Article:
Lancashire, Cheshire and North Wales Section
Administrative area: Lancashire, Cheshire, Conway, Gwynedd, Wrexham, Flintshire, Anglesey and the Isle of Man
The Lancashire Section prides itself on its rich heritage of fairs. Bury Fair, held during the first week in March, is one of three fairs once held in this town that stemmed from a charter of the late 15th century. Clitheroe in the Ribble Valley has two annual fairs of some antiquity, the first of them being held in March, the second in October.
Made famous by the work of the painter LS Lowry, the fair held on Good Friday at Daisy Nook, a beauty spot near Ashton-under-Lyne, is a reminder of the time when this day was the only holiday for millworkers apart from Christmas Day. The Easter weekend is also the occasion for a large fair at the former mill town of Blackburn, an event that dates back to the middle of the 18th century.
The Knutsford Royal May Day celebrations are supported by a substantial gathering of fairground attractions on the Heath, while a similar assembly on the riverside Little Roodee supports Chester Races that same week. Once held at Whitsuntide, the Flag Market Fair at Preston fills the town centre at the time of the spring bank holiday with amusements even being built up inside the capacious market hall.
Since the 18th century a fair has formed part of the celebrated Cartmel Races on the edge of the Lake District, a festival originally held on Whit Monday that now take place on the spring bank holiday. Wigan has two fairs both dating from the 13th century; the first in late May, the second in October.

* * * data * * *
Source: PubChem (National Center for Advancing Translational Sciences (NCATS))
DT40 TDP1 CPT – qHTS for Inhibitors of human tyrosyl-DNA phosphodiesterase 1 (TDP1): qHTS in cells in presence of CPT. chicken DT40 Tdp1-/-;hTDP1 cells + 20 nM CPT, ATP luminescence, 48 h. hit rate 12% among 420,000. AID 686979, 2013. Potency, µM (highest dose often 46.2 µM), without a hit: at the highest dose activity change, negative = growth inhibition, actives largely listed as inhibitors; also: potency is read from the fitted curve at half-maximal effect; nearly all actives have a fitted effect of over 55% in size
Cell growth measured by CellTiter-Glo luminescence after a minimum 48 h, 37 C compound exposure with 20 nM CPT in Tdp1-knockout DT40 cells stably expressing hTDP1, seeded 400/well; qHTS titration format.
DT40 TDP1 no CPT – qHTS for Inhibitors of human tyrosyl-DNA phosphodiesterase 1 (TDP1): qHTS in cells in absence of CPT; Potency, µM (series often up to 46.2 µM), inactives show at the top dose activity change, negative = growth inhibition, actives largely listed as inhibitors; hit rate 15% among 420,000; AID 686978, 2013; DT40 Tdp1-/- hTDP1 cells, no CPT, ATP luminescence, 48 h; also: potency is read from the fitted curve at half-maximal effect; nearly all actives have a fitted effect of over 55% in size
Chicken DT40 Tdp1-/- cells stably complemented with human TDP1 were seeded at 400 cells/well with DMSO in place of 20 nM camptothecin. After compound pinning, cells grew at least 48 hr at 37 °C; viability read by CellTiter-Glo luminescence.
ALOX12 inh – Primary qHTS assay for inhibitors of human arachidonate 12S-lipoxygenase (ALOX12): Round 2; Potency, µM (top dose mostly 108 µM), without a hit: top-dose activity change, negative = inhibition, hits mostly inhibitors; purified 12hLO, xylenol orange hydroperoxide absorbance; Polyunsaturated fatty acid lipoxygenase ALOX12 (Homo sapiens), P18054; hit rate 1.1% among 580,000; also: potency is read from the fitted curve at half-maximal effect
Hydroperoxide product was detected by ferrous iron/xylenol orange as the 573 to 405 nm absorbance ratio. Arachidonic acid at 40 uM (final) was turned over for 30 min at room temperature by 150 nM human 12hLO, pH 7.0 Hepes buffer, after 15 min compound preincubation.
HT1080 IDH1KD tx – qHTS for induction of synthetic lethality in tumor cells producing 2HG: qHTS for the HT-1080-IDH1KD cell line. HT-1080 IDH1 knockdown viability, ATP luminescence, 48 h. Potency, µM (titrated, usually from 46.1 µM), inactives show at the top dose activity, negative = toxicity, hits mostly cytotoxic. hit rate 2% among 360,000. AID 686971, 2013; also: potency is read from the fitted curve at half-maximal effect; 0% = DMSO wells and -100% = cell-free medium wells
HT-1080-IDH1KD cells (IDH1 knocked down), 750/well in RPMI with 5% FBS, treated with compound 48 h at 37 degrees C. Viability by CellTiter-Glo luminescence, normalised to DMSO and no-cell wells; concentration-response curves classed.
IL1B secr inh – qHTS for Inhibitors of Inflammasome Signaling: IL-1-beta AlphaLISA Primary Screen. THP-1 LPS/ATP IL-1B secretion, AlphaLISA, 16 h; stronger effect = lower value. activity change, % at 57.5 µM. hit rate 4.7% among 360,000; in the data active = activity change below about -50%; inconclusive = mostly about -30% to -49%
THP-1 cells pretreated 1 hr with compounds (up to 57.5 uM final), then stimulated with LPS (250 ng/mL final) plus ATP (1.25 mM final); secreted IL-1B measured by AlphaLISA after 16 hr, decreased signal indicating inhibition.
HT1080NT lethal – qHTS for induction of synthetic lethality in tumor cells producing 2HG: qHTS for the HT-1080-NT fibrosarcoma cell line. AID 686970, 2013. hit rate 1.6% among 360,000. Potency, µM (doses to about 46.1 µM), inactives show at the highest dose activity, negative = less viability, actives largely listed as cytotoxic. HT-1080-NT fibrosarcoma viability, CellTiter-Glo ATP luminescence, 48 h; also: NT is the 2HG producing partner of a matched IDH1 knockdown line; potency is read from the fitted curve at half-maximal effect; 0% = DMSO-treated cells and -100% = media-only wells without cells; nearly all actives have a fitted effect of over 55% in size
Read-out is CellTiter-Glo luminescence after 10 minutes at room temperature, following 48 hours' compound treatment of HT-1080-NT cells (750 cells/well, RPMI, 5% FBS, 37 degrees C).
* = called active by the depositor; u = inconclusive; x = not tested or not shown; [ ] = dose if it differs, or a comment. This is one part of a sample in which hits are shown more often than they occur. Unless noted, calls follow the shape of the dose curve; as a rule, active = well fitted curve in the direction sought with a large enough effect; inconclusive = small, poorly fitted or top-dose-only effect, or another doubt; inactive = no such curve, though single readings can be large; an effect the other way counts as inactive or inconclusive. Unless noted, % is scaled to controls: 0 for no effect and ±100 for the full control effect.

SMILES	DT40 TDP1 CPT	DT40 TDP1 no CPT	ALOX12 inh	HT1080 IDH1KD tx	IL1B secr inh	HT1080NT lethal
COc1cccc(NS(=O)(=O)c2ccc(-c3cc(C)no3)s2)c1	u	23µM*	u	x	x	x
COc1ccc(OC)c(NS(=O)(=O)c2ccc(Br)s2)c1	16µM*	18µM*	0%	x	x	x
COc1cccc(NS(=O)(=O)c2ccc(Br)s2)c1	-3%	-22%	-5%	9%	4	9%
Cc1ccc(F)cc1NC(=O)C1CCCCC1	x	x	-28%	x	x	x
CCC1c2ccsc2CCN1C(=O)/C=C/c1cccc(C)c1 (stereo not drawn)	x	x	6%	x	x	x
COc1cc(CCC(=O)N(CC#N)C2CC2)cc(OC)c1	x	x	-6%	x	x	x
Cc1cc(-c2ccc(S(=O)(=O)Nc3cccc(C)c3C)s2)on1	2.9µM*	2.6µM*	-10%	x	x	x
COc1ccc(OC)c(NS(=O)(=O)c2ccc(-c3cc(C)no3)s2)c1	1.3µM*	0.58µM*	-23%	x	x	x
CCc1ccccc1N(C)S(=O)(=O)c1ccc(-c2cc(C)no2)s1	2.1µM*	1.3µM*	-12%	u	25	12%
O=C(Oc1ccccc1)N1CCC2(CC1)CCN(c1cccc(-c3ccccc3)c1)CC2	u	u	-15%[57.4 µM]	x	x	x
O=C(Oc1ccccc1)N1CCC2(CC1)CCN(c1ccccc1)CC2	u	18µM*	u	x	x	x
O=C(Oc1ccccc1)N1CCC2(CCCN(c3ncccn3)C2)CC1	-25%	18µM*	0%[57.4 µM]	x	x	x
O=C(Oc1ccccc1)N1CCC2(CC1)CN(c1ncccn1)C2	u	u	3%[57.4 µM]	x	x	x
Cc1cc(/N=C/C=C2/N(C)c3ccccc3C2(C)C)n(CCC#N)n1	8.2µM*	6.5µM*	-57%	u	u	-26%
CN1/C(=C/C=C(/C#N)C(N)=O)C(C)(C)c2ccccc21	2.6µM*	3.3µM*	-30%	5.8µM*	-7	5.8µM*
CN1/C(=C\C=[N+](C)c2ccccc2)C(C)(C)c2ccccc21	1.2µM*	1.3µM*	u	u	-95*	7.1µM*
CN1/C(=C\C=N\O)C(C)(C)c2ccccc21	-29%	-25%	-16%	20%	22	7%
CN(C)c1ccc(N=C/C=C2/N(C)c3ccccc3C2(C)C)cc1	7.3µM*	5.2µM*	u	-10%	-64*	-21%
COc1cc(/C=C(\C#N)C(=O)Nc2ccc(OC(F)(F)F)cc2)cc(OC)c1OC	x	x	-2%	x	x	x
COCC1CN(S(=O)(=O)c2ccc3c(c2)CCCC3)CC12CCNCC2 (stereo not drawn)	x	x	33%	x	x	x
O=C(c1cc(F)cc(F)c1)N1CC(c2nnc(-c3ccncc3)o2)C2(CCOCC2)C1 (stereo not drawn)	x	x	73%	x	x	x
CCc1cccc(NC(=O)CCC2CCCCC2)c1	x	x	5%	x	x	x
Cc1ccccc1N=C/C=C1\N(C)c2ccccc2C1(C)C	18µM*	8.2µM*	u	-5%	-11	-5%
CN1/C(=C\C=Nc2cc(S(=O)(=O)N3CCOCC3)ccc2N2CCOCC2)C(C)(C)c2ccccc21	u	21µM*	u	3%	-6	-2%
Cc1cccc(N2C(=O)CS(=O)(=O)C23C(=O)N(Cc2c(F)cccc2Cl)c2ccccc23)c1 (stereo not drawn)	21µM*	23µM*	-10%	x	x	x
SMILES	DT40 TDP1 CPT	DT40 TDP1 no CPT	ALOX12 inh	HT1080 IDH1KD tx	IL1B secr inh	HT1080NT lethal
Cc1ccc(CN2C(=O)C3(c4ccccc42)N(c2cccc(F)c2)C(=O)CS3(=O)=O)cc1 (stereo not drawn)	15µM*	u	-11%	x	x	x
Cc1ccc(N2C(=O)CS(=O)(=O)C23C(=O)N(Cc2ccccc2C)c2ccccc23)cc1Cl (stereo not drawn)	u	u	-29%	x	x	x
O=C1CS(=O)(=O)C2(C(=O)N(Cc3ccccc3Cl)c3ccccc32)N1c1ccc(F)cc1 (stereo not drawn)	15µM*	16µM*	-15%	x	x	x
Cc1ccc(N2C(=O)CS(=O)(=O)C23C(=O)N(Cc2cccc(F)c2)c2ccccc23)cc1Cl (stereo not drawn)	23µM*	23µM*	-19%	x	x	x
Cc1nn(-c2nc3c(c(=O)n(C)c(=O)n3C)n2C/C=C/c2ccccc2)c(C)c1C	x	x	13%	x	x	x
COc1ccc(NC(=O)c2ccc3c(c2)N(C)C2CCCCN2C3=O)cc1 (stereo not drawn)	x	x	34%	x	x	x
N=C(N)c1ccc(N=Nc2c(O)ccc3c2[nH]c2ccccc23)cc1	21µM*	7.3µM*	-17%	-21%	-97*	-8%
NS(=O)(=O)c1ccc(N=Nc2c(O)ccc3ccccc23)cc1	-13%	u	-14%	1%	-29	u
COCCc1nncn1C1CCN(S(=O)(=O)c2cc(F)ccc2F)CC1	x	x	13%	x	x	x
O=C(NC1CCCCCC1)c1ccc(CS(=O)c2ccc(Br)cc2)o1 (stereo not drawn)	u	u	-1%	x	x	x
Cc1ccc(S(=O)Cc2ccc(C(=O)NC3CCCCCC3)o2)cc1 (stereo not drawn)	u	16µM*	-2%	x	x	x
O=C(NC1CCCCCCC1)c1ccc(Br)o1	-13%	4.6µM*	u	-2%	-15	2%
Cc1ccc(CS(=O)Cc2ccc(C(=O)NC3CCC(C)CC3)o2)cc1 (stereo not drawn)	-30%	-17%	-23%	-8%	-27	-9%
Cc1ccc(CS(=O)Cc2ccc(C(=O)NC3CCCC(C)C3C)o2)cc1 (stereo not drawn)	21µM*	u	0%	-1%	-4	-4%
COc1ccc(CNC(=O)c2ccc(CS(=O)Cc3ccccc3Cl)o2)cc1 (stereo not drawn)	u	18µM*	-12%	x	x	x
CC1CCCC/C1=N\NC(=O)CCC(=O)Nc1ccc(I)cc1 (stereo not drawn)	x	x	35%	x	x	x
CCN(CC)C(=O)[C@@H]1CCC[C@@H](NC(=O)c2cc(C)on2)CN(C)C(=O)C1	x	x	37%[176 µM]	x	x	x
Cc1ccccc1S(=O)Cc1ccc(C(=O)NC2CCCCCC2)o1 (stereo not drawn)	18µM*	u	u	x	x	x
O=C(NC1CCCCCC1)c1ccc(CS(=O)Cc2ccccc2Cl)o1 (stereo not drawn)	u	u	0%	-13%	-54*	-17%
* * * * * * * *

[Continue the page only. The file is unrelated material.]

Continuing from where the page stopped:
Burnley St Peter’s Fair in July is one of many fairs in the cotton mill towns of Lancashire that owe their origin to local church festivals, ‘the Wakes’, that became industrial holidays. Local people gather, as they have done for over two hundred years, for their annual parade at the Buckley Jubilee Fair, held in July on the spacious common of this Flintshire town. The showmen cross to the Isle of Anglesey on 24 October for the one-day Menai Bridge Fair Borth, a fair that has filled the streets of the town since around 1680.
Christmas is marked at Wrexham with a fair that, by tradition, begins on 27 December. Bringing the old year to a close and welcoming in the next, Bolton New Year Fair is the continuation of the ancient Rughill Fair.